Immediately after God makes Adam, there is a bizarre scene of the presentation of the animals to see if there is “any suitable helper for him.” If this doesn’t strike you as weird, it’s only because you grew up hearing this story. God makes the first human, and then it’s like God is showing Adam an episode from the Discovery Channel. Why? What do we make of this?

God is letting Adam see that he is unique in all of God’s creation. While all of God’s creation deserves care, human beings are alone in their status of being like God and being truly free.

Theology of the Body: “God is letting Adam see that he is unique in all of God’s creation.”

This is really important. Adam is fundamentally different from the animals in that he has freedom. Adam is not determined by bodily instinct.

This is important because we live in a world where the secular sexual narrative is that male desire cannot be contained. You have to release it or it’s unhealthy. That’s Freud.

But in the words of the theologian Christopher West, “If you can’t say No, then what does your Yes really mean?”

So, Adam is learning his unique place in the world. He was given freedom because he was called to love, and without freedom, love is impossible. Adam realizes that love is his origin, his calling, and his destiny.

He is beginning to realize that, unlike the animals, he is invited to enter a covenant of love with God himself.

And then God puts Adam to sleep and makes them male and female. He splits the Adam.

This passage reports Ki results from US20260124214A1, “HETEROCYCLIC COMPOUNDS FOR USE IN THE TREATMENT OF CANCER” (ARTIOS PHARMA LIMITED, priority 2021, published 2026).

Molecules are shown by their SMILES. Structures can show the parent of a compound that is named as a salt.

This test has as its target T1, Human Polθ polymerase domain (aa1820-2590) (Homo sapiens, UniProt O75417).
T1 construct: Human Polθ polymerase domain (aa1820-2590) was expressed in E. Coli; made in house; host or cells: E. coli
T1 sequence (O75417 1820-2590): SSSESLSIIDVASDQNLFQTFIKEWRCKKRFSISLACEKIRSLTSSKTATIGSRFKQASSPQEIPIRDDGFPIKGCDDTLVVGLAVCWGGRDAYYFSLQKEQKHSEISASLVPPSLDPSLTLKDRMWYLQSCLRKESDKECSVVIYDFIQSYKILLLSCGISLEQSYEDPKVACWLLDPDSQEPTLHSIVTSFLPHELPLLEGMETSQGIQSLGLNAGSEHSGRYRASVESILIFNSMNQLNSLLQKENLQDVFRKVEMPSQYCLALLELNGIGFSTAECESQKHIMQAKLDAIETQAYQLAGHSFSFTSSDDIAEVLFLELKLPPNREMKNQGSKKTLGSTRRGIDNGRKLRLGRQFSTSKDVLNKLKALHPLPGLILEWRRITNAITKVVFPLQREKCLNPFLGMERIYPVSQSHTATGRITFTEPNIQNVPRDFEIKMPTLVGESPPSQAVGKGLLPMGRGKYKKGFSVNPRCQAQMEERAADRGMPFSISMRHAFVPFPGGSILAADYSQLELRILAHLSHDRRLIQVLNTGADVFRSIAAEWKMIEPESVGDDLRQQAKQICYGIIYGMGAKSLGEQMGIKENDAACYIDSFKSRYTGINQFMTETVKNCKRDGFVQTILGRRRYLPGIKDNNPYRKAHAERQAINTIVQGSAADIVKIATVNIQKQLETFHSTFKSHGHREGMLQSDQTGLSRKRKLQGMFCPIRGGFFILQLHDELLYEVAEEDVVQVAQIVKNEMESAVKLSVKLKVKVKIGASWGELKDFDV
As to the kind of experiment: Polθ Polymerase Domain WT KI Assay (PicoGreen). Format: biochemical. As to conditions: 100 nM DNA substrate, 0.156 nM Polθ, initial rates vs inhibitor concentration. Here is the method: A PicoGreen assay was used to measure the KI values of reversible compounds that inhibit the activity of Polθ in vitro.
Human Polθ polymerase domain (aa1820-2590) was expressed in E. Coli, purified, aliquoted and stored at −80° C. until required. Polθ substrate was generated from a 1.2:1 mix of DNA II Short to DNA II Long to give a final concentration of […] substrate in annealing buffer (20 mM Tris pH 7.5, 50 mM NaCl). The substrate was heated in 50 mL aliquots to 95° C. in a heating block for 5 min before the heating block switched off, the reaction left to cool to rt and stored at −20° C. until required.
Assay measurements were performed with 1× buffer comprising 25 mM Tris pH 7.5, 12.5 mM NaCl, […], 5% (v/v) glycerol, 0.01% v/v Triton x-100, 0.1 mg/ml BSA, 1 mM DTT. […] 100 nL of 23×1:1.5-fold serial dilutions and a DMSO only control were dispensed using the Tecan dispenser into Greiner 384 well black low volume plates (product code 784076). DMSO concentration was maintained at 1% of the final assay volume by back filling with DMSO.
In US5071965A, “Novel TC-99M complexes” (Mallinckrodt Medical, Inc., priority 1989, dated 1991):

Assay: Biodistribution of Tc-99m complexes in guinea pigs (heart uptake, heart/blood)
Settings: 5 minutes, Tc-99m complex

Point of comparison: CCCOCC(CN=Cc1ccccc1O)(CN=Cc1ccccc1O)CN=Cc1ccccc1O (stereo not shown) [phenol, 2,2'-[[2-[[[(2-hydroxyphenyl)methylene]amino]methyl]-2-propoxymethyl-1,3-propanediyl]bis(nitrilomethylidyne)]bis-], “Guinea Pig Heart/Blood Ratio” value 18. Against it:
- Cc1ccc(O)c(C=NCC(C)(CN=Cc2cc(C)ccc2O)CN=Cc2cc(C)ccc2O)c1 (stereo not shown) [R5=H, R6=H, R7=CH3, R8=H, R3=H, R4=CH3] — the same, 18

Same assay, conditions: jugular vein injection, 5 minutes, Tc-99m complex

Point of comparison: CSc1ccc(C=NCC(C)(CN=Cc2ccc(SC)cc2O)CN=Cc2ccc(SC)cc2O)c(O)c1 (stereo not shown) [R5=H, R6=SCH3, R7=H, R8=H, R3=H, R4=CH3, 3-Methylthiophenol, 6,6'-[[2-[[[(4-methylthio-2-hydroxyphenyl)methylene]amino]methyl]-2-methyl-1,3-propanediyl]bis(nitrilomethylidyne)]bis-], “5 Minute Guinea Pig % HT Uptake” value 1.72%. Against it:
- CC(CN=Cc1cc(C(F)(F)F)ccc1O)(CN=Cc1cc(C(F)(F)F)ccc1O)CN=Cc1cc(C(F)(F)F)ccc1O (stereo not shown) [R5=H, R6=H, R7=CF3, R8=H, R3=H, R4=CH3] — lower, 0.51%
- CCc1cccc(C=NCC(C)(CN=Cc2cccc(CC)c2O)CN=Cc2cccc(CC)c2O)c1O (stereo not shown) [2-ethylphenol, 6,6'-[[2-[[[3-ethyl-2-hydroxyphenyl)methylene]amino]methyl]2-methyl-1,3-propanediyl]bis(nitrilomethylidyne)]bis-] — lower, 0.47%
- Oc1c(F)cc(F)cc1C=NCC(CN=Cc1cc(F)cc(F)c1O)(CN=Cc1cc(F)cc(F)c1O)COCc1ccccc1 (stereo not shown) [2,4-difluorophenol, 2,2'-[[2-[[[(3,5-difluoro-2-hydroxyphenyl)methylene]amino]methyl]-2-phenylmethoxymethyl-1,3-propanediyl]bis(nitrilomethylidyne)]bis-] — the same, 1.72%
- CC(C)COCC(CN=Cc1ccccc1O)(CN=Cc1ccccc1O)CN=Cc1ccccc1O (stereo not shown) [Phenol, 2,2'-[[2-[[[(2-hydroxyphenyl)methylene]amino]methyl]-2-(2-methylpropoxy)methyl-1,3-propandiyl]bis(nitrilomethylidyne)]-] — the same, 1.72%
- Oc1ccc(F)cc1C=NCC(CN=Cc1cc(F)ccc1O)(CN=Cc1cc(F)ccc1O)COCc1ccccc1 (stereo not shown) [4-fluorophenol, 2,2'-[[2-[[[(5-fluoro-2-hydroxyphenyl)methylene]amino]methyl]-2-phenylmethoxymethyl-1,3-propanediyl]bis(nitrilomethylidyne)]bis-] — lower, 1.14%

God takes a rib (although the word is translated rib, it actually connotates something like a cornerstone for a sacred building) and makes Eve. And when Adam sees Eve for the first time, he breaks out into poetry. “She is bone of my bone and flesh of my flesh.” Why? Because a man’s body doesn’t make sense by itself. A woman’s body doesn’t make sense by itself. They were made for each other.

Theology of the Body: “A man’s body doesn’t make sense by itself. A woman’s body doesn’t make sense by itself. They were made for each other.”

Genesis 1 ends by saying they were naked and felt no shame. Can you imagine? We live in a world of shame, everyone has some kind of insecurity about their body, but in the beginning, it was not like this.

Why God Gave Us Bodies

Christopher West has a helpful thought experiment here: Imagine you are taking a shower and you are by yourself. You don’t feel shame. However, if you are taking a shower and a stranger walks in, what would you do? Cover up. Why? Because you inherently know your body is good and it’s not meant to be used by others. If you flip this around, you can sense a slight echo of what Adam and Eve felt. They knew their bodies’ inherent goodness and they were able to offer them to each other as a gift.

And the word for that is communion. This may strike you as odd. But this is why the number one metaphor for God and His people in the Bible is marriage. From the Prophets to Paul to Jesus, from Genesis to Revelation, the Bible says our bodies are not just biological—they are theological. They tell the story of God. Every belly button is a reminder that we were made in love, for love, and to love. Love is our origin and our destiny.

Theology of the Body: “The Bible says our bodies are not just biological—they are theological.”

The first time Adam and Eve saw each other, their bodies called out for communion with each other. Genesis tells us that the genders are not meant to be competitive; they are generative. Because when a man and woman come together, in the natural course of events, they create a third. Just like the inner life of God, who is both three distinct persons and yet One.